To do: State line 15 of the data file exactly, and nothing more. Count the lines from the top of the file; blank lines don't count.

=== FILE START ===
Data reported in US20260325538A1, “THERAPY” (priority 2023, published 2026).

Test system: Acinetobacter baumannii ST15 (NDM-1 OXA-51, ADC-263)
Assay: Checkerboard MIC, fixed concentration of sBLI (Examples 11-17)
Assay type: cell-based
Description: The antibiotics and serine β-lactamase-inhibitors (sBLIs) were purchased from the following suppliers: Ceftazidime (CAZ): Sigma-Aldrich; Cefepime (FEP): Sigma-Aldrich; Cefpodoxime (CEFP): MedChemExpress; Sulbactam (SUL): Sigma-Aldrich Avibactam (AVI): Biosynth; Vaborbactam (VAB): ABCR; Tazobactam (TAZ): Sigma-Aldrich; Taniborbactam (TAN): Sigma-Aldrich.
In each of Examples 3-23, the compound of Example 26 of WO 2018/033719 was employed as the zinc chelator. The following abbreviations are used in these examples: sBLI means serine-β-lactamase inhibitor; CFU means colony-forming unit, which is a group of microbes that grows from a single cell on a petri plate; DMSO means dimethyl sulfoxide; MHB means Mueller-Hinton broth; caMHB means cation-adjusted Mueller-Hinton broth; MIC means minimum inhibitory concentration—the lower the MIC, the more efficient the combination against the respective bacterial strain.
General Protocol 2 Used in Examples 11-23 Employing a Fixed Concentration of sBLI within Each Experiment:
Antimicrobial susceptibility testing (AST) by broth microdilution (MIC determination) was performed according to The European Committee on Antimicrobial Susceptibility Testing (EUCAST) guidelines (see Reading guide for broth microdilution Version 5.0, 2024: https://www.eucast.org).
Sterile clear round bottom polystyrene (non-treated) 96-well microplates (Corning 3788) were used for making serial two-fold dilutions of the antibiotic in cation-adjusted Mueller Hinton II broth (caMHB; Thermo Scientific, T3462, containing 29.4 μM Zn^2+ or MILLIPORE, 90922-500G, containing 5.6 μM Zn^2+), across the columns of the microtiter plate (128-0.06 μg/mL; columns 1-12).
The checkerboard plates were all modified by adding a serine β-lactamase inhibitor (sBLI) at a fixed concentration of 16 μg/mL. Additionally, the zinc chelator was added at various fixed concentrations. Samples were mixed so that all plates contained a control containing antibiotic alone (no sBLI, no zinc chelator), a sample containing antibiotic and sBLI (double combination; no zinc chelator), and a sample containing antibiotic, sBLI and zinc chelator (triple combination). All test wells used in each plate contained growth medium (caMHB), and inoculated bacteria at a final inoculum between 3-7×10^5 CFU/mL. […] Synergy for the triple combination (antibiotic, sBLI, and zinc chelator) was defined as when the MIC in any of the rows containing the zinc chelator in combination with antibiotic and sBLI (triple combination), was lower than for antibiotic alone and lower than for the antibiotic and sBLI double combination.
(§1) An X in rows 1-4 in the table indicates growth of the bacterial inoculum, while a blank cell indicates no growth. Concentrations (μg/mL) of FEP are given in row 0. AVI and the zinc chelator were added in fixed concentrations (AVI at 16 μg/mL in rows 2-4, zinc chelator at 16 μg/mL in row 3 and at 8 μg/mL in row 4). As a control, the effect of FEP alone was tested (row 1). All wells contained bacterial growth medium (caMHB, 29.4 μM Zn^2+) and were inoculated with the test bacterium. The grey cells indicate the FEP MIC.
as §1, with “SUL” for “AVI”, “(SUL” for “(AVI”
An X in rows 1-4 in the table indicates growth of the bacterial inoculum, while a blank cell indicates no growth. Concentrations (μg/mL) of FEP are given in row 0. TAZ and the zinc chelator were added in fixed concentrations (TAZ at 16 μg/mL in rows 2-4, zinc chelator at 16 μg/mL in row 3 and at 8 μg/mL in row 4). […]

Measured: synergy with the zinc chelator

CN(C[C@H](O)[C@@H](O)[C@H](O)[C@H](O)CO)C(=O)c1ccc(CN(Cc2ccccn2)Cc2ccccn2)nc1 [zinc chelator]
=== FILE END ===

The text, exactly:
CN(C[C@H](O)[C@@H](O)[C@H](O)[C@H](O)CO)C(=O)c1ccc(CN(Cc2ccccn2)Cc2ccccn2)nc1 [zinc chelator]